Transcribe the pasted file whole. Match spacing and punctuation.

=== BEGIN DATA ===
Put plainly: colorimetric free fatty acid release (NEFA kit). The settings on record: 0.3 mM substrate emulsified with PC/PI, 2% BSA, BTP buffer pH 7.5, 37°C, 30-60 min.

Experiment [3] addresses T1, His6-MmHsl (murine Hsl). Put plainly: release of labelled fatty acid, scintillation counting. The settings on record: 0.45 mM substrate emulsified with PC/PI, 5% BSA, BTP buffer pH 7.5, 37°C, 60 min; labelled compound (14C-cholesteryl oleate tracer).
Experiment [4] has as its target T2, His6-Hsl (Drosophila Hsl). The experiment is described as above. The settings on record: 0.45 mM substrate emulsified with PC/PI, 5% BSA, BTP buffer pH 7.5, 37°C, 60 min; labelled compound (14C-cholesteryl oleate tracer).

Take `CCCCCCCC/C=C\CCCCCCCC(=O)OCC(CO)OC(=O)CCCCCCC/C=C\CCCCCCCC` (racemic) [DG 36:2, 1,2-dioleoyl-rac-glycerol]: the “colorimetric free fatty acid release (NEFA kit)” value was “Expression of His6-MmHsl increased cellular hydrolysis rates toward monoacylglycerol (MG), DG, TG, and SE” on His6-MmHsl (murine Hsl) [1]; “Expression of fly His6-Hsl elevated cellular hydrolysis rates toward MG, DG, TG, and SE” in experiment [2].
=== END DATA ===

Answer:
Put plainly: colorimetric free fatty acid release (NEFA kit). The settings on record: 0.3 mM substrate emulsified with PC/PI, 2% BSA, BTP buffer pH 7.5, 37°C, 30-60 min.

Experiment [3] addresses T1, His6-MmHsl (murine Hsl). Put plainly: release of labelled fatty acid, scintillation counting. The settings on record: 0.45 mM substrate emulsified with PC/PI, 5% BSA, BTP buffer pH 7.5, 37°C, 60 min; labelled compound (14C-cholesteryl oleate tracer).
Experiment [4] has as its target T2, His6-Hsl (Drosophila Hsl). The experiment is described as above. The settings on record: 0.45 mM substrate emulsified with PC/PI, 5% BSA, BTP buffer pH 7.5, 37°C, 60 min; labelled compound (14C-cholesteryl oleate tracer).

Take `CCCCCCCC/C=C\CCCCCCCC(=O)OCC(CO)OC(=O)CCCCCCC/C=C\CCCCCCCC` (racemic) [DG 36:2, 1,2-dioleoyl-rac-glycerol]: the “colorimetric free fatty acid release (NEFA kit)” value was “Expression of His6-MmHsl increased cellular hydrolysis rates toward monoacylglycerol (MG), DG, TG, and SE” on His6-MmHsl (murine Hsl) [1]; “Expression of fly His6-Hsl elevated cellular hydrolysis rates toward MG, DG, TG, and SE” in experiment [2].